Many science students may imagine a ball rolling down a hill or a car skidding because of friction as prototypical examples of the systems physicists care about. But much of modern physics consists of searching for objects and phenomena that are virtually invisible: the tiny electrons of quantum physics and the particles hidden within strange metals of materials science along with their highly energetic counterparts that only exist briefly within giant particle colliders.
In their quest to grasp these hidden building blocks of reality scientists have looked to mathematical theories and formalism. Ideally, an unexpected experimental observation leads a physicist to a new mathematical theory, and then mathematical work on said theory leads them to new experiments and new observations. Some part of this process inevitably happens in the physicist’s mind, where symbols and numbers help make invisible theoretical ideas visible in the tangible, measurable physical world.
Sometimes, however, as in the case of imaginary numbers – that is, numbers with negative square values – mathematics manages to stay ahead of experiments for a long time. Though imaginary numbers have been integral to quantum theory since its very beginnings in the 1920s, scientists have only recently been able to find their physical signatures in experiments and empirically prove their necessity.
In December of 2021 and January of 2022, two teams of physicists, one an international collaboration including researchers from the Institute for Quantum Optics and Quantum Information in Vienna and the Southern University of Science and Technology in China, and the other led by scientists at the University of Science and Technology of China (USTC), showed that a version of quantum mechanics devoid of imaginary numbers leads to a faulty description of nature. A month earlier, researchers at the University of California, Santa Barbara reconstructed a quantum wave function, another quantity that cannot be fully described by real numbers, from experimental data. In either case, physicists cajoled the very real world they study to reveal properties once so invisible as to be dubbed imaginary.
For most people the idea of a number has an association with counting. The number five may remind someone of fingers on their hand, which children often use as a counting aid, while 12 may make you think of buying eggs. For decades, scientists have held that some animals use numbers as well, exactly because many species, such as chimpanzees or dolphins, perform well in experiments that require them to count.
Counting has its limits: it only allows us to formulate so-called natural numbers. But, since ancient times, mathematicians have known that other types of numbers also exist. Rational numbers, for instance, are equivalent to fractions, familiar to us from cutting cakes at birthday parties or divvying up the cheque after dinner at a fancy restaurant. Irrational numbers are equivalent to decimal numbers with no periodically repeating digits. They are often obtained by taking the square root of some natural numbers. While writing down infinitely many digits of a decimal number or taking a square root of a natural number, such as five, seems less real than cutting a pizza pie into eighths or 12ths, some irrational numbers, such as pi, can still be matched to a concrete visual. Pi is equal to the ratio of a circle’s circumference and the diameter of the same circle. In other words, if you counted how many steps it takes you to walk in a circle and come back to where you started, then divided that by the number of steps you’d have to take to make it from one point on the circle to the opposite point in a straight line passing through the centre, you’d come up with the value of pi. This example may seem contrived, but measuring lengths or volumes of common objects also typically produces irrational numbers; nature rarely serves us up with perfect integers or exact fractions. Consequently, rational and irrational numbers are collectively referred to as ‘real numbers’.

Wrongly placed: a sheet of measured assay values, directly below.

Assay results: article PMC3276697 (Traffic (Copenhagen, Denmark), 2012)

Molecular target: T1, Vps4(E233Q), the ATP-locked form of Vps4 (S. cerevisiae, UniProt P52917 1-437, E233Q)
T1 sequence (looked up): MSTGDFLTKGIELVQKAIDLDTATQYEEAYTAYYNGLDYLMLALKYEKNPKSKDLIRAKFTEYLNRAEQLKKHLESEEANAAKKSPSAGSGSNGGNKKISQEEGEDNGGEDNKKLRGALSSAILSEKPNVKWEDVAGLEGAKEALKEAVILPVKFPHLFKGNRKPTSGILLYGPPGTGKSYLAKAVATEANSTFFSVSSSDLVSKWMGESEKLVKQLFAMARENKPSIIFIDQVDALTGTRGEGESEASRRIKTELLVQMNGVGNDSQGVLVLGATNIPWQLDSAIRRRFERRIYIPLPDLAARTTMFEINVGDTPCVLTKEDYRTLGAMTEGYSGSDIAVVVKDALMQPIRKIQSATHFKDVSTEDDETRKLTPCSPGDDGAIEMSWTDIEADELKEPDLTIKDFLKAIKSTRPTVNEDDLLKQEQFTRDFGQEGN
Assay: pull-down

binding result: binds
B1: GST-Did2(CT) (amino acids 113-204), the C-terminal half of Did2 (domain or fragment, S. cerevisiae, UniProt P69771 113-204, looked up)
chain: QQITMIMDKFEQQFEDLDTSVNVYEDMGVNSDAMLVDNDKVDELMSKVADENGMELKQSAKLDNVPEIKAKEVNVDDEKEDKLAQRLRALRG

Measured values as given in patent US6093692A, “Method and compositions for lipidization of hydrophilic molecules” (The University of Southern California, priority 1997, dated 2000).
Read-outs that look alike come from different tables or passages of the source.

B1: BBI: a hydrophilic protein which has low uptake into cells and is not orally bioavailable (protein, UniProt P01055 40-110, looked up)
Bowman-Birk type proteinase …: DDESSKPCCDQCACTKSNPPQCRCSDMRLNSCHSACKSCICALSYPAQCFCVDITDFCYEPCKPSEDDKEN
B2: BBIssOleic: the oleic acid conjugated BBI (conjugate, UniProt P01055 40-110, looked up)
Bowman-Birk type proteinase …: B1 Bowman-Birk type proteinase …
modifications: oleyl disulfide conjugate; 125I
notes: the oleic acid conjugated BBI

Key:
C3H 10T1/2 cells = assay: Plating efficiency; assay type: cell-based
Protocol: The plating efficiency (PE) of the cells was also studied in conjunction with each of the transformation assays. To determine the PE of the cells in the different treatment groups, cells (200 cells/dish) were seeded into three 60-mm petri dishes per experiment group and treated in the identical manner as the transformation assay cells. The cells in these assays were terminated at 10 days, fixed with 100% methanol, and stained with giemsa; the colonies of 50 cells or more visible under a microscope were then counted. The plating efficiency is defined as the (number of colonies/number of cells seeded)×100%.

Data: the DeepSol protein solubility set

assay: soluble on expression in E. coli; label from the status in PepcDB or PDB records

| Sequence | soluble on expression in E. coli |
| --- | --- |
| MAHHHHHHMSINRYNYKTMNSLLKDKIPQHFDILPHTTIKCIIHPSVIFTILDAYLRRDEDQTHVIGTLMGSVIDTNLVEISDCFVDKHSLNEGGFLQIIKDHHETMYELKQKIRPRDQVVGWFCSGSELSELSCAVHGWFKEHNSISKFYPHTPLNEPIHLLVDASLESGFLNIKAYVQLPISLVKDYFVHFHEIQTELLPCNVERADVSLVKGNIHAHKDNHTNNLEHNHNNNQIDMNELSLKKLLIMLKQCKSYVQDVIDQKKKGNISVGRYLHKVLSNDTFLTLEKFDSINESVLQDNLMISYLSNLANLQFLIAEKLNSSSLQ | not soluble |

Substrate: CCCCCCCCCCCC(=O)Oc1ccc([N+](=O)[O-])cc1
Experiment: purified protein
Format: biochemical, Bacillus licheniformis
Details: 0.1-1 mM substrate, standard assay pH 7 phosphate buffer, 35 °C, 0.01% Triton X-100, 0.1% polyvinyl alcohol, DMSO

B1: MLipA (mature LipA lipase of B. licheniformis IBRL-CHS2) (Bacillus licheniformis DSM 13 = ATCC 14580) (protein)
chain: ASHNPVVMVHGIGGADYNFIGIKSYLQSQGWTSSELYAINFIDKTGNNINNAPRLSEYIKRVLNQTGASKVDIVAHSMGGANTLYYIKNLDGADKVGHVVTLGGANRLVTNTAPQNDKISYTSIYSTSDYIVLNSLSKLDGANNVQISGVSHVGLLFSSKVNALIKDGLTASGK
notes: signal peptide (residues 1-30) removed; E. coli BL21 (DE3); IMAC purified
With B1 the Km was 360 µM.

Negative numbers can also seem tricky: for instance, there is no such thing as ‘negative three eggs’. At the same time, if we think of them as capturing the opposite or inverse of some quantity, the physical world once again offers up examples. Negative and positive electric charges correspond to unambiguous, measurable behaviour. In the centigrade scale, we can see the difference between negative and positive temperature since the former corresponds to ice rather than liquid water. Across the board then, with positive and negative real numbers, we are able to claim that numbers are symbols that simply help us keep track of well-defined, visible physical properties of nature. For hundreds of years, it was essentially impossible to make the same claim about imaginary numbers.
In their simplest mathematical formulation, imaginary numbers are square roots of negative numbers. This definition immediately leads to questioning their physical relevance: if it takes us an extra step to work out what negative numbers mean in the real world, how could we possibly visualise something that stays negative when multiplied by itself?
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